Lost snowshoer says she was prepared to spend the night in cold

Lost snowshoer says she was prepared to spend the night in cold

PORTLAND, Ore. – Betsy Steinhart said she was prepared to spend the night on the mountain side after getting lost while snowshoeing on Dog Mountain.

Rescuers found the 36-year-old on Tuesday after she called the Skamania County Sheriff's Office with her cell phone at around 1 p.m., according to Undersheriff Dave Cox. She said she ran into heavy snow at about 3,400 feet and felt it was not safe to continue.

"Close to the top it was blowing close to 40 or 50 miles per hour. So the blowing snow started to be kind of a visibility problem. Then the cloud deck started to come down," she told KATU News Wednesday. "I had to break trail across a face where there was no trail, and that was pretty exhausting. And I kind of got to the point where I didn't feel comfortable continuing. And then when I made the decision to turn around and go back, my track was more or less covered up."

Steinhart thought about Katherine Huether who fell to her death three years ago while hiking on a nearby mountain.

"I thought about my kids, and I thought about the woman who lost her life on Table Mountain, and I didn't struggle with that for very long. I came to my limit and decided that was it," she said.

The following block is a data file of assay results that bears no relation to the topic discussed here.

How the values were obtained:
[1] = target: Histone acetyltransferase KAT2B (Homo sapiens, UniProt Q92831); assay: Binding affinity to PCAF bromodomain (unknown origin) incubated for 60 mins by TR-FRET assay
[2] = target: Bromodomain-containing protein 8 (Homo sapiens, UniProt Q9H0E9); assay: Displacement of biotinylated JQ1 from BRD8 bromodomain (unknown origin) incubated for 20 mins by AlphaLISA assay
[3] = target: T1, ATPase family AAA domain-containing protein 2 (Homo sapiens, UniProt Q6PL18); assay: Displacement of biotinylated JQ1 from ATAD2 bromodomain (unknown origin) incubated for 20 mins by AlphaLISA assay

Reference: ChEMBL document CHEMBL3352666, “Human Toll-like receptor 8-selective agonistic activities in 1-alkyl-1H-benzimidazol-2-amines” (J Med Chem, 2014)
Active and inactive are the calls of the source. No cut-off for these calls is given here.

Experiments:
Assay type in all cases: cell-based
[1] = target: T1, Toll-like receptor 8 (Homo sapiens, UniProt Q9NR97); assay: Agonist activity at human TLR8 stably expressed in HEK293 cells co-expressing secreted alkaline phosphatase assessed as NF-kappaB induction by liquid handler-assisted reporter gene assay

Steinhart reluctantly used her cellphone to call for help.

"I dug a snow cave, and I had branches underneath me so I wasn't sitting directly on the snow," she said. "I was pretty comfortable. ... I was burrowed in to the point that just my feet were sticking out."

A Coast Guard helicopter from Astoria, Ore. responded to the call, but couldn't help with the rescue because of high winds in the area.

It took searchers about three hours to reach Steinhart, Cox said. Rescuers brought her down the mountain by around 9:30 p.m.

Medics checked Steinhart at the scene but said she didn't need to go to the hospital.

Fifteen searchers from several different agencies took part in the rescue.

"These men did an excellent job of reaching Ms. Steinhart, and warming her sufficiently so they could bring her down the trail to meet up with the other teams when the weather made air operations impossible," said Sgt. Arne Gonser.

A day later Steinhart was frustrated by comments left by people on the Internet, blaming her for going out in bad conditions.

"It wasn't an emergency," she said. "I had what I needed to hunker down. If I needed to spend the night up there I was all right."

She had survival gear, including food and water. She said she always tells her family exactly where she's going and when she'll be back.

Since her cell phone had died, she used a whistle that she blew every two minutes to alert searchers to her location.